8. Archive compression algorithm matters. We started with gzip (great compression, but slow). We moved to Snappy (fast, but crappy compression ballooning our hardware costs). Ultimately, we built our own compression that was roughly a combination of the two for performance and compressibility (although, don’t do this unless your developers have the necessary skill to implement it correctly).
  9. Changing an entire archive’s compression algorithm is a monumental affair.   Imagine recompressing hundreds of terabytes of data without significantly impacting the existing workflows using it.
  10. HDFS Erasure Coding would have helped reduce our hardware costs a lot. We wanted it, but it wasn’t ready. The future is near, though!
  11. If ingesting files from external sources, pay attention to how many you’re uploading. You may need to come up with a solution to periodically compact those into larger files to deal with the HDFS many-small-files problem. In our case, we were uploading between 200 and 400 thousand files per day. Alert when your file counts hit a threshold because this could imply your compaction mechanism isn’t working. Alert when your compaction mechanism determines itself to be non-functioning.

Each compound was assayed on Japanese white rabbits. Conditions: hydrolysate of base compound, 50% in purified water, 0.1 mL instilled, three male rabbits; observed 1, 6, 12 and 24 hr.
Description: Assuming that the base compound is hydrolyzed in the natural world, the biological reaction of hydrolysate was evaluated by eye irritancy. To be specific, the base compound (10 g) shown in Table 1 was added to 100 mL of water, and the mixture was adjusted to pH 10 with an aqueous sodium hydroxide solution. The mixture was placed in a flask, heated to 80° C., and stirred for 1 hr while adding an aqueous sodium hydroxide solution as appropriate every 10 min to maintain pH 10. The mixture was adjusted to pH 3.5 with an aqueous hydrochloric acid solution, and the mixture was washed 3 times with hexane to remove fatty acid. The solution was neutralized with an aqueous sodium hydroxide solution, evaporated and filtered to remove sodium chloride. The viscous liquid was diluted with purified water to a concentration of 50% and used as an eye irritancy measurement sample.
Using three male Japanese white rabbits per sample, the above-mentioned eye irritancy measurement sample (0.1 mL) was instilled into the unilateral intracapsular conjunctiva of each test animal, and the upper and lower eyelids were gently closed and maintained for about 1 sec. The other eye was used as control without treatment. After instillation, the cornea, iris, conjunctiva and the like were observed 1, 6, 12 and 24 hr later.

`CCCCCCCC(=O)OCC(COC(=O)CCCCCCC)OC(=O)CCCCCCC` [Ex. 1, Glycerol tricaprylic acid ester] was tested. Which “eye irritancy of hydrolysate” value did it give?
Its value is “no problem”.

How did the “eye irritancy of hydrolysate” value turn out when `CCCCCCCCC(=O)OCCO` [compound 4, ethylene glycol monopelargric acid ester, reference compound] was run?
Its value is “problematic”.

• Why is this important? Our compaction mechanism broke and it wasn’t noticed for quite some time. This destroyed a cluster to the point that it was unrecoverable because the NameNode and JournalNodes could never complete startup after the first OutOfMemory crash. We had to rebuild the cluster from scratch and reload the data despite extensive attempts at getting it running again.
    • If you can’t roll your own mechanism, you might consider filecrush. Its purpose is to take many small files and turn them into a Sequence file, including options for compression.

Additionally, we played with doing some of the secondary verification archives using Amazon S3/Glacier, syncing from our on-premises clusters. In those cases, we learned: